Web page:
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10 Things to Do If You Lose Your Wallet

You don't think it will ever happen to you — and then it does.


You lose your wallet. One minute you're walking around with your wallet securely in your pocket, and then next, it's gone. And you didn't even realize it was missing until it came time for you to pay for something. At first, you might panic. But, instead, stay calm and take these ten steps below right away.

1. Call Your Debit Card Issuer
Anyone who gets hold of your debit card can do a lot of damage quickly. When losing your wallet (or if it is stolen), your first step should be to call the credit union or whichever financial institution issued your debit card to you. Let them know you think your card may have been stolen. The financial institution will usually cancel your card right away and issue you a new one with a different account number. They may review any recent purchases listed on your account with you to determine if you made the purchases or if they were fraudulent charges.

2. Contact Your Credit Card Companies
Call your credit card companies to let them know you lost your wallet and your credit cards. You don't want to close or cancel your credit account with them, as this could affect your credit reports. Instead, request your credit card companies suspend your current cards and issue you new ones.

3. Activate Fraud Alerts
Set up fraud alerts as soon as possible once you realize your wallet is lost or stolen. You can do this through the major credit-reporting agencies (Equifax, Experian, and TransUnion) or the credit union.

4. File a Police Report
It's very important you file a police report to ensure you're protected against identity theft. Once you file a police report, you can file a complaint with the Federal Trade Commission, and you can fill out an Identity Theft Affidavit. This document allows you to prove to businesses and creditors that you were a victim of identity theft.

5. Report Your Social Security Card Stolen or Lost
While you should never carry your Social Security card in your wallet, if you did have your card in your wallet, you’ll want to be extra vigilant. You can receive a new card through the Social Security Administration, but it will be unlikely that you receive a new number. New numbers are typically provided in extreme cases only. As a result, it’s highly recommended that you enroll in identity theft protection if your Social Security card is stolen.

6. Check for Unusual Activities on Your Credit Reports
Should you lose your wallet, you must review your credit report to ensure nobody uses your identity to apply for loans or open new credit lines without you knowing. You can obtain a free copy of your credit report from each of the three major credit bureaus (Equifax, Experian, and TransUnion) at www.AnnualCreditReport.com to verify all activity.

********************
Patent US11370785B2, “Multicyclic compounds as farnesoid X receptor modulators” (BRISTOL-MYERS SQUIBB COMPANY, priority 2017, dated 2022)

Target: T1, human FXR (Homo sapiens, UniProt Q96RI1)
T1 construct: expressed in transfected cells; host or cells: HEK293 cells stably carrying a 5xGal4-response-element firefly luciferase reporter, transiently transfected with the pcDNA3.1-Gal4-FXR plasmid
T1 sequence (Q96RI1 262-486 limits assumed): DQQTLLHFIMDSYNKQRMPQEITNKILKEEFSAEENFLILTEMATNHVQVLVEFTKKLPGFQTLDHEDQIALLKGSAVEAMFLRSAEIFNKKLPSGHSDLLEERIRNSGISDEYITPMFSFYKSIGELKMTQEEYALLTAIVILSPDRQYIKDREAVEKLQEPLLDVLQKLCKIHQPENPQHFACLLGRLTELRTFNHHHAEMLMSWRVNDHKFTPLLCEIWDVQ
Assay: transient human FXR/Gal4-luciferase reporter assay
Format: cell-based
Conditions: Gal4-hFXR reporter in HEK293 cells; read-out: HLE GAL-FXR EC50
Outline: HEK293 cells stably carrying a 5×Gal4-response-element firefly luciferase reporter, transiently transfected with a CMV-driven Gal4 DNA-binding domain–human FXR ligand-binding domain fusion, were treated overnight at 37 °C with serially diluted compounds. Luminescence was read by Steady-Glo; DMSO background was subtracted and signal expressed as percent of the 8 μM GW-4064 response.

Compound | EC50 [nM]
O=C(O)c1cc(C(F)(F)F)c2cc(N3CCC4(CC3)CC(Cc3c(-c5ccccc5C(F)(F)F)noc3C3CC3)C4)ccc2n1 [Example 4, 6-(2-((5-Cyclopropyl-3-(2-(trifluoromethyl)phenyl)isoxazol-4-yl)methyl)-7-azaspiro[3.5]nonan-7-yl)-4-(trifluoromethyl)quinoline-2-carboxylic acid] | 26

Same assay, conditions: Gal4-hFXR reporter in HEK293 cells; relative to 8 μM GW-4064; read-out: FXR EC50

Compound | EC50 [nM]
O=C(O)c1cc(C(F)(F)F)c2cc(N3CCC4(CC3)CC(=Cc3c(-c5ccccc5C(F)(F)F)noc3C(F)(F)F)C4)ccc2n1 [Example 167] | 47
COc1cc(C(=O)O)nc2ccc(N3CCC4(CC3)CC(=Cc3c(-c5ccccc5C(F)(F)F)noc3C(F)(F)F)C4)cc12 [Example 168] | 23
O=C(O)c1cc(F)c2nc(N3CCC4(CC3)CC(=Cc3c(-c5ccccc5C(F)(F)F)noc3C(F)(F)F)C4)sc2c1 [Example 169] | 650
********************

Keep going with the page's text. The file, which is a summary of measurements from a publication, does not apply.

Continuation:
7. List All Contents of Your Wallet
Chances are, like most individuals, you were carrying many different cards in your wallet. While some aren't that significant, such as punch cards for free gas or coffee, others are, for example, your health insurance cards. Make a list of everything you were carrying in your wallet and begin replacing what you absolutely require.

8. Freeze Your Credit
When you freeze your credit report, lenders are blocked from accessing your credit report. Should fraudsters attempt to open a loan in your name, the lender will be unable to pull your credit and, likewise, be unable to grant the loan. You can place a freeze on your credit report by contacting each of the three major credit bureaus (www.Equifax.com, www.Experian.com, and www.TransUnion.com). You can remove the freeze whenever you choose.

9. Contact the Department of Motor Vehicles
If your driver’s license was lost or stolen, you’ll want to obtain a new one by contacting the Department of Motor Vehicles. The requirements for getting a new license vary by state, so be sure to visit your local DMV website to determine what documentation is necessary. If you filed a police report due to your wallet being stolen, bring a copy of the report with you to the DMV. 

10. Consider Taking Out Identity Theft Protection
Even if you've canceled your debit and credit cards, you could still be susceptible to fraud. Thieves can steal your identity by using other items in your wallet, such as your driver’s license or health insurance cards. You may want to consider enrolling in identity theft protection and credit monitoring services for a year to ensure you’re safe. In exchange for the monthly fee, you’ll have greater peace of mind knowing your financial accounts and credit score are protected. 

We’re Here to Help!
Losing your wallet is both frustrating and scary and is something that shouldn’t be taken lightly. If your wallet was recently lost or stolen, please contact the Credit Union immediately by calling 401-687-5240 or stopping by. Our team will walk you through the steps you’ll need to take to mitigate potential financial loss and prevent identity theft.

Each individual’s financial situation is unique and readers are encouraged to contact the Credit Union when seeking financial advice on the products and services discussed. This article is for educational purposes only; the authors assume no legal responsibility for the completeness or accuracy of the contents.